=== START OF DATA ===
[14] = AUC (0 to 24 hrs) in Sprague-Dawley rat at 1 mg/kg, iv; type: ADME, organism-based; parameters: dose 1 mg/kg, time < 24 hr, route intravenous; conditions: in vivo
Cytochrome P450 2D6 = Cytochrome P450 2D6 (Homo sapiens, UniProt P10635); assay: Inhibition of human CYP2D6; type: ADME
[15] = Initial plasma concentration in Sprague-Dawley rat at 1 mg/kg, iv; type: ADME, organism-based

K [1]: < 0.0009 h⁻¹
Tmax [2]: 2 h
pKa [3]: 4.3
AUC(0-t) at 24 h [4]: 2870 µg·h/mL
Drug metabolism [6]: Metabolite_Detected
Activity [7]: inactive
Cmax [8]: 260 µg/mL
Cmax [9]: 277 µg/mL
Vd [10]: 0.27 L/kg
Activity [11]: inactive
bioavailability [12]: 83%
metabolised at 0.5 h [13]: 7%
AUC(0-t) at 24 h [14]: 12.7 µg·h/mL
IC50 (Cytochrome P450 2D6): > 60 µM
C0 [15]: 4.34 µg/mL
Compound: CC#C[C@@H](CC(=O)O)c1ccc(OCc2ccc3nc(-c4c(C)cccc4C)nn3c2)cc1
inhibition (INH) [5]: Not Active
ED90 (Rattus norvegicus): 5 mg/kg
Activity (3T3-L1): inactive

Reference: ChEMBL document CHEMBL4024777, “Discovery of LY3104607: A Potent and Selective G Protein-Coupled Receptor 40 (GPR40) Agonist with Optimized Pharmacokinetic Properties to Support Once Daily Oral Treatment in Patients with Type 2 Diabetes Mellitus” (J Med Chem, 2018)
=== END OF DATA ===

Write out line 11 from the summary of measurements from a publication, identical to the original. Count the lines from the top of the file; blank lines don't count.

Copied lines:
Cmax [9]: 277 µg/mL